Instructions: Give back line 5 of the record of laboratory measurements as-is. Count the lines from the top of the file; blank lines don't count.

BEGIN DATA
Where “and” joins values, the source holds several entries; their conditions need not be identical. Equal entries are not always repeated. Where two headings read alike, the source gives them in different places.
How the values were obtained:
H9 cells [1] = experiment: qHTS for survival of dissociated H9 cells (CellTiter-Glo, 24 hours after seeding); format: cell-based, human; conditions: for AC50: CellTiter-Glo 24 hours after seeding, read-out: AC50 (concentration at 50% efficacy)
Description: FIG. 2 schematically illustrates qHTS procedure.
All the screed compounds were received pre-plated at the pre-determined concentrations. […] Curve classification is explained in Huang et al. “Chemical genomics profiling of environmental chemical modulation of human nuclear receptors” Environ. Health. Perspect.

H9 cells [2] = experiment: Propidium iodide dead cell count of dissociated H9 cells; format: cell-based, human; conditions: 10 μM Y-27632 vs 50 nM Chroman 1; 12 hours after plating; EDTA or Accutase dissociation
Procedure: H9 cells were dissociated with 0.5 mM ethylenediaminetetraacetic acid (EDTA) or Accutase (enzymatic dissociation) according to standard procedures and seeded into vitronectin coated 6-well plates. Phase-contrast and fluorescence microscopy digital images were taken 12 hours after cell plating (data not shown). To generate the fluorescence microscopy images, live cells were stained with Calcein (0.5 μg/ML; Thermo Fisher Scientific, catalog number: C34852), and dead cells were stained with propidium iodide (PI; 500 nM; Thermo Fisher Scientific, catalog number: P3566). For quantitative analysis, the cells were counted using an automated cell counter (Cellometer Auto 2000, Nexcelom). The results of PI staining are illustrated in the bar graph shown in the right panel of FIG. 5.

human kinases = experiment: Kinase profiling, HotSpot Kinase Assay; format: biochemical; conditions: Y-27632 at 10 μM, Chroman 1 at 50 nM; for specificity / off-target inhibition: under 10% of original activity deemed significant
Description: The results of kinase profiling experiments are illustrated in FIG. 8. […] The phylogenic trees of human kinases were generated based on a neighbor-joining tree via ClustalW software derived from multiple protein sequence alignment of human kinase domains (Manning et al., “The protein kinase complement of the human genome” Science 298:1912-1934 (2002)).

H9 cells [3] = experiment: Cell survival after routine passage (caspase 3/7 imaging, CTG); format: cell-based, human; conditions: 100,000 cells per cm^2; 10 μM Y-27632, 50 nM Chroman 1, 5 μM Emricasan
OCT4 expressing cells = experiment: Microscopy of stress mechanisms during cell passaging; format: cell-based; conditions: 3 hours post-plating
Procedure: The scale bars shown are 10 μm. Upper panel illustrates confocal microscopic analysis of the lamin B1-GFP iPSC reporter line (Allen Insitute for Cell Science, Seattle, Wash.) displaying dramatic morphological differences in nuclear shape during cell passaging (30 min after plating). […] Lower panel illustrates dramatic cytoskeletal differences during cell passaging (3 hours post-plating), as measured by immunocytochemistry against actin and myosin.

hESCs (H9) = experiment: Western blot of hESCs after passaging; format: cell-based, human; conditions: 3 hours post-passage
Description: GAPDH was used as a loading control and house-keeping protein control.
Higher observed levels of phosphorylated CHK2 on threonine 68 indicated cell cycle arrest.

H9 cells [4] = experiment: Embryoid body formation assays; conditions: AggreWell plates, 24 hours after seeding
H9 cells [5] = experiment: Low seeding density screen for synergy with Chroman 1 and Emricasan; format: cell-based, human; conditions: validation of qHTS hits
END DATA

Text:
All the screed compounds were received pre-plated at the pre-determined concentrations. […] Curve classification is explained in Huang et al. “Chemical genomics profiling of environmental chemical modulation of human nuclear receptors” Environ. Health. Perspect.